United Artists released the first Asleep At The Wheel (“AATW”) album in 1973. The album featured a mix of straight ahead country and honky-tonk, along with western swing. No doubt United Artists felt a need to mix the western swing with country as it had been a good dozen years since western swing had been a viable force in the marketplace, aside from the small band swing novelties of Hank Thompson and his Brazos Valley Boys.
The core of this early version of AATW was Ray Benson on lead guitar and vocals, Leroy Preston on guitar, drums and vocals, Lucky Oceans on steel guitar, Jim Haber (aka Floyd Domino) on piano and Chris O’Connell on vocals and rhythm guitar. Guests Johnny Gimble, Buddy Spicher and Andy Stein augment the band on fiddle, with Gimble also playing electric mandolin.
The album opens with a Bob Wills-Tommy Duncan composition “Take Me Back To Tulsa”. The arrangement on this track swings but not nearly as much as it would in later years.
Track two is the Leroy Preston composition “Daddy’s Advice”, a straight ahead country song with a very traditional steel guitar sound paired with the fiddles. The vocal sounds like it may be Preston singing.
Leroy Preston also contributed “Before You Stopped Loving Me” is a nice ballad handled by the inimitable Chris O’Connell. I think that Chris may have been the best female vocalist AATW ever had.
Jerry Irby’s “Drivin’ Nails In My Coffin” was a hit for Ernest Tubb. Although Ernest was not a western swing artist, his recording of the song straddled the line between western swing and honky-tonk, as does this recording.
The Hank Williams classic “I’ll Never Get Out of This World Alive” is given a straight-ahead country arrangement. Again, the vocal sounds like Leroy Preston.
Lucky, Leroy and Floyd wrote “Space Buggy” which has a barrelhouse boogie sound. Ms. O’Connell handles the lead vocals on this bright up-tempo song.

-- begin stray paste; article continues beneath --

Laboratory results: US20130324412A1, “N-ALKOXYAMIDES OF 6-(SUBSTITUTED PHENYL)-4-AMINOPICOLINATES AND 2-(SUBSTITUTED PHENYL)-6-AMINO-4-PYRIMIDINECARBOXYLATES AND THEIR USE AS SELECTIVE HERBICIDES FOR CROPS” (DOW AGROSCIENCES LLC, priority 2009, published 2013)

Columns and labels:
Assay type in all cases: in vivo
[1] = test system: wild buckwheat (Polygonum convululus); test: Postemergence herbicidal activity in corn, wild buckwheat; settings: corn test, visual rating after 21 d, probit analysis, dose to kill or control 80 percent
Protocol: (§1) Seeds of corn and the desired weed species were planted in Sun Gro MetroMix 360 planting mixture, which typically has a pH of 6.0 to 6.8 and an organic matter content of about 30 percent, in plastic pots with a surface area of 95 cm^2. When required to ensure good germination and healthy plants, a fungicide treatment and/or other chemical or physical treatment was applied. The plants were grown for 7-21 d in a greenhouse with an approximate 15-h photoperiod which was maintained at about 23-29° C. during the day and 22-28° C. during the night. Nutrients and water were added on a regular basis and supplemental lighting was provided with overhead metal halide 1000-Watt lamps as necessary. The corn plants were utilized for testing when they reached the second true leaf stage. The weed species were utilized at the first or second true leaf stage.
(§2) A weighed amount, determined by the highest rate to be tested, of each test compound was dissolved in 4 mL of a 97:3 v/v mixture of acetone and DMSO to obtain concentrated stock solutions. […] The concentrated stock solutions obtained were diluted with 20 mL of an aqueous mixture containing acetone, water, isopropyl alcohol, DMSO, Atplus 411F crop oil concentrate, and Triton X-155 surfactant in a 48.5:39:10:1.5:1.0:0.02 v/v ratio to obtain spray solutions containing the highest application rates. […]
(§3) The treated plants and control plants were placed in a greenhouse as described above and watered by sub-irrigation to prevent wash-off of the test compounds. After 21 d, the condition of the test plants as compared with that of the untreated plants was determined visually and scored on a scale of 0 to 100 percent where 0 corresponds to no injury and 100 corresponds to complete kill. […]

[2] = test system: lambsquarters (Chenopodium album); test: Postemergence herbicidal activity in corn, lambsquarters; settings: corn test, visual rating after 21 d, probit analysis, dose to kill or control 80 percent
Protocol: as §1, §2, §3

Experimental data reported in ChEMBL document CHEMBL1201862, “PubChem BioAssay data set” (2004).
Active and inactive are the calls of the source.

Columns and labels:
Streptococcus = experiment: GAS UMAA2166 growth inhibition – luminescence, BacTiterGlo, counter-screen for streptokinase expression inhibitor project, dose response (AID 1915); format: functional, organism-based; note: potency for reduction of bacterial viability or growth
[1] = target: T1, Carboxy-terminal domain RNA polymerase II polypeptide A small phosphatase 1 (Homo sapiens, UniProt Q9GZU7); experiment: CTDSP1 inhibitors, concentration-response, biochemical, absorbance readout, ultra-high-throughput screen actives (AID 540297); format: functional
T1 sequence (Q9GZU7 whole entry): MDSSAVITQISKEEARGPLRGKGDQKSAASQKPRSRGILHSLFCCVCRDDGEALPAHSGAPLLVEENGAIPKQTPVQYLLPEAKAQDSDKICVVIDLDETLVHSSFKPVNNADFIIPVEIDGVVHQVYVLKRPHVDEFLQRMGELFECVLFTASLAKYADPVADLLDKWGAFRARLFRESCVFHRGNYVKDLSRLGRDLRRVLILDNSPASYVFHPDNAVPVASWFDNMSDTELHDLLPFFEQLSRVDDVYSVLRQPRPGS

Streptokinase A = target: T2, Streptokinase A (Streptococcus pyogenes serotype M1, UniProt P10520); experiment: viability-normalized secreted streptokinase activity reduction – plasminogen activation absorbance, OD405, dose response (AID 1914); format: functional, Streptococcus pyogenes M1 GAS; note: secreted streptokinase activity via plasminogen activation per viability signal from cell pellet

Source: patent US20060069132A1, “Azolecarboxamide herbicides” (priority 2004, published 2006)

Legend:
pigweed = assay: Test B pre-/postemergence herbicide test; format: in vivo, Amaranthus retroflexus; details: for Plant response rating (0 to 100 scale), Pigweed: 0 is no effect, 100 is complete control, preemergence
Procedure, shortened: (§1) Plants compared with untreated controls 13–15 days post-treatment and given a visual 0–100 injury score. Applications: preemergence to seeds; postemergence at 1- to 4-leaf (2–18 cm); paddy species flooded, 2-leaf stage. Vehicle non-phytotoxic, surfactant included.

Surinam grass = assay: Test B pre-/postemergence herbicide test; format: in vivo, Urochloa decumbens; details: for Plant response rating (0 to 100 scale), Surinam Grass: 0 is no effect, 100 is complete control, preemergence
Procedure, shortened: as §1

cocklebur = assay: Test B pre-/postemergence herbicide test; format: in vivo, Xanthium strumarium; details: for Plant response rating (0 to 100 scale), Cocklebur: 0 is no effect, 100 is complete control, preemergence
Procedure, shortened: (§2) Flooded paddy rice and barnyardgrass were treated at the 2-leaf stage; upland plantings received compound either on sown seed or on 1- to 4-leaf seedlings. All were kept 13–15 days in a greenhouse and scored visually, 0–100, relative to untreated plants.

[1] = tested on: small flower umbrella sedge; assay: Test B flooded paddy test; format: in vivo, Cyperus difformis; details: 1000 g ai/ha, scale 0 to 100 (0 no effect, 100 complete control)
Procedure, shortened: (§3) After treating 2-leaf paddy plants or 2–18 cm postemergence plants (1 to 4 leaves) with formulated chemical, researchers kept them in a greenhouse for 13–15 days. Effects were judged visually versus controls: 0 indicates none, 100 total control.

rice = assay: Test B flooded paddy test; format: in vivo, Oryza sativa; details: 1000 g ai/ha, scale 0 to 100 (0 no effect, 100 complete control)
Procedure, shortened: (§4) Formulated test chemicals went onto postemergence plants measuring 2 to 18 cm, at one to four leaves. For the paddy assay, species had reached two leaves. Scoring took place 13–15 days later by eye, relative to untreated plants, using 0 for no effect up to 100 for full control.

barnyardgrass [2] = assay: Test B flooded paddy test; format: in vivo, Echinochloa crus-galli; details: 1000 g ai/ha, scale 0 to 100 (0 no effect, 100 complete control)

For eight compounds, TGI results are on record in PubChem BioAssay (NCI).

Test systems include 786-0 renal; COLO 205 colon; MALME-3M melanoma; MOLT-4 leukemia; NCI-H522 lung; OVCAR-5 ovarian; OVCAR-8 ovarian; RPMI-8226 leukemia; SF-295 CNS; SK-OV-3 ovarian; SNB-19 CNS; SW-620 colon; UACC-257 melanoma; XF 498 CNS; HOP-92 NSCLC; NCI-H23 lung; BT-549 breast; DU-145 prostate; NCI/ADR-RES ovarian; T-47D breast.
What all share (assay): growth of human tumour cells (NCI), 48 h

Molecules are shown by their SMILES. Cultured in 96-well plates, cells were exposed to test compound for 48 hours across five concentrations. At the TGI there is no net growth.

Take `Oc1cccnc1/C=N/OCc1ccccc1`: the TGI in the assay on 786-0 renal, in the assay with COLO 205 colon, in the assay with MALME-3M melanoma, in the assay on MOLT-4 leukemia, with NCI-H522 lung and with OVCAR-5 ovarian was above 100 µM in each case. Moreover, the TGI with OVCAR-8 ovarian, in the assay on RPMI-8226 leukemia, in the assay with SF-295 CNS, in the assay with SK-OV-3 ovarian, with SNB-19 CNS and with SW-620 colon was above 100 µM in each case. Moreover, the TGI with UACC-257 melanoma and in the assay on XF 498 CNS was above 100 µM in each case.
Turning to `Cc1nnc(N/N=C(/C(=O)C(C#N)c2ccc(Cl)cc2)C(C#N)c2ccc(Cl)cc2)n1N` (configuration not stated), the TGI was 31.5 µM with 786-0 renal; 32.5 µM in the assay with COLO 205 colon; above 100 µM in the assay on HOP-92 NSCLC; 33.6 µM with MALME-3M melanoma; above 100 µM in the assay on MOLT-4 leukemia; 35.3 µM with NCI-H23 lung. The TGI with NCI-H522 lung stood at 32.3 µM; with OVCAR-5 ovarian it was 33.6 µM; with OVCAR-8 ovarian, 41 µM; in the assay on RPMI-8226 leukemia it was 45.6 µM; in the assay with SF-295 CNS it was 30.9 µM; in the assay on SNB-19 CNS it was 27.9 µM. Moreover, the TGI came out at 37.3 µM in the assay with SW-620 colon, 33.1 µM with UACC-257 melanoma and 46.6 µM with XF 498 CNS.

“Cherokee Boogie” was one of Moon Mullican’s great songs, one that was a hit for Moon and has graced the charts several times since them. Since Mullican was one of the great piano influences on Jerry Lee Lewis, it is only appropriate that Floyd Domino’s piano is featured heavily on this track.
Track eight on album is another Leroy Preston original titled “Hillbilly Nut”, a bit of a novelty with some instrumental snippets of other famous tunes. Preston sings this song.
Ray Benson and Leroy Preston collaborated on “Your Down Home Is Uptown”, a country ballad sung by Chris O’Connell.
Preston also penned “I’m The Fool (Who Told You To Go)” another straight ahead country ballad with Chris O’Connell shining on harmony vocals on the chorus. Ray Benson sings the lead.
Geoff Mack, an Australian country singer, penned “I’ve Been Everywhere”. The song originally featured Australian place names; however, with American place names, the song became a massive hit for Hank Snow. Leroy Preston takes the lead vocals on this song, which are NOT taken at the breakneck speed often associated with the song. The vocals of this song frequently have been rewritten to reflect the nationality of the singer.
The album closes with “The Son Shines Down On Me”, a nice gospel ballad sung by Chris O’Connell. The songwriter is credited as ‘L. Lee’ but I know nothing further about that person.
Comin’ Right At Ya is an album which sees the band finding itself. The album produced no hit singles, and while there are traces of western swing styled elements throughout the album, the album is less western swing than any of their future efforts would be. As a vocalist Leroy Preston isn’t all that good and his vocals would be less prominent on future albums. I liked this album (I picked up a copy on vinyl when it first came out) but it is mostly a harbinger of things to come. I’d give it a B.
Koch paired this with Texas Gold (a much better album) on a CD reissue in 2000. Texas Gold, released on Capitol in 1975, would feature the band’s biggest hit “The Letter That Johnnie Walker Read”.